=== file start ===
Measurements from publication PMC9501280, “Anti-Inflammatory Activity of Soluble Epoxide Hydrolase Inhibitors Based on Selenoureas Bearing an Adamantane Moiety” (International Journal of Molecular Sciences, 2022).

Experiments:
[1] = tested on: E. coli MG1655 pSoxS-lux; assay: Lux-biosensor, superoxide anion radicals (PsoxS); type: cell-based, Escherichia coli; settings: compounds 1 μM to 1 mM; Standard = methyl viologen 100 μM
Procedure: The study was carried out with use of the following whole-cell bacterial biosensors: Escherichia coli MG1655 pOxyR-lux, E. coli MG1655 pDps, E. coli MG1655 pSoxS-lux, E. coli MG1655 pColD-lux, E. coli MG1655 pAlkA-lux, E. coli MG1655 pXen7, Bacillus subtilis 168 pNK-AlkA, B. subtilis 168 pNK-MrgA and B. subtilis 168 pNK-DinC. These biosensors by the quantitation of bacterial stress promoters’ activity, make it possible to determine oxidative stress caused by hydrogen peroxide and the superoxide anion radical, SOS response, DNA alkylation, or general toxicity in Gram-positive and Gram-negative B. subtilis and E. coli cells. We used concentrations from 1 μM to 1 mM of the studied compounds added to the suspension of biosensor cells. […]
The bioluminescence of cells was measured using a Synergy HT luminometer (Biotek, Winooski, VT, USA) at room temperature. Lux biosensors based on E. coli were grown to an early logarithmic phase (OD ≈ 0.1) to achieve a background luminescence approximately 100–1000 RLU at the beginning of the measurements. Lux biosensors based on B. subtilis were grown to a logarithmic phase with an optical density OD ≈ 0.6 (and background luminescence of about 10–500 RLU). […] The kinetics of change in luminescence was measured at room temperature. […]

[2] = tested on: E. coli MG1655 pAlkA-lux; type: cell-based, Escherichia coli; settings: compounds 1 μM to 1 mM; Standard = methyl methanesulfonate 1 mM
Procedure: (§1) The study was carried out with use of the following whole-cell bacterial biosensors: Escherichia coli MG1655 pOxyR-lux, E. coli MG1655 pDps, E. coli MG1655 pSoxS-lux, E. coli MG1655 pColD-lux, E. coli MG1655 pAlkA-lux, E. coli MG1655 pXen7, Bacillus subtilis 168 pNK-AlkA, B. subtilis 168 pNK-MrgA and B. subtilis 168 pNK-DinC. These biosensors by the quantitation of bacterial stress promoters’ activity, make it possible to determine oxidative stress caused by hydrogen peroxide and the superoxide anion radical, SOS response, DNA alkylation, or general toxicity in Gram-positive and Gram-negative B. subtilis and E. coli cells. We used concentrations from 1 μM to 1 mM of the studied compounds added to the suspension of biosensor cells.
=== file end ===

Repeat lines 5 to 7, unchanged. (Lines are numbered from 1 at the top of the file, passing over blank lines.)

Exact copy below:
The bioluminescence of cells was measured using a Synergy HT luminometer (Biotek, Winooski, VT, USA) at room temperature. Lux biosensors based on E. coli were grown to an early logarithmic phase (OD ≈ 0.1) to achieve a background luminescence approximately 100–1000 RLU at the beginning of the measurements. Lux biosensors based on B. subtilis were grown to a logarithmic phase with an optical density OD ≈ 0.6 (and background luminescence of about 10–500 RLU). […] The kinetics of change in luminescence was measured at room temperature. […]

[2] = tested on: E. coli MG1655 pAlkA-lux; type: cell-based, Escherichia coli; settings: compounds 1 μM to 1 mM; Standard = methyl methanesulfonate 1 mM
Procedure: (§1) The study was carried out with use of the following whole-cell bacterial biosensors: Escherichia coli MG1655 pOxyR-lux, E. coli MG1655 pDps, E. coli MG1655 pSoxS-lux, E. coli MG1655 pColD-lux, E. coli MG1655 pAlkA-lux, E. coli MG1655 pXen7, Bacillus subtilis 168 pNK-AlkA, B. subtilis 168 pNK-MrgA and B. subtilis 168 pNK-DinC. These biosensors by the quantitation of bacterial stress promoters’ activity, make it possible to determine oxidative stress caused by hydrogen peroxide and the superoxide anion radical, SOS response, DNA alkylation, or general toxicity in Gram-positive and Gram-negative B. subtilis and E. coli cells. We used concentrations from 1 μM to 1 mM of the studied compounds added to the suspension of biosensor cells.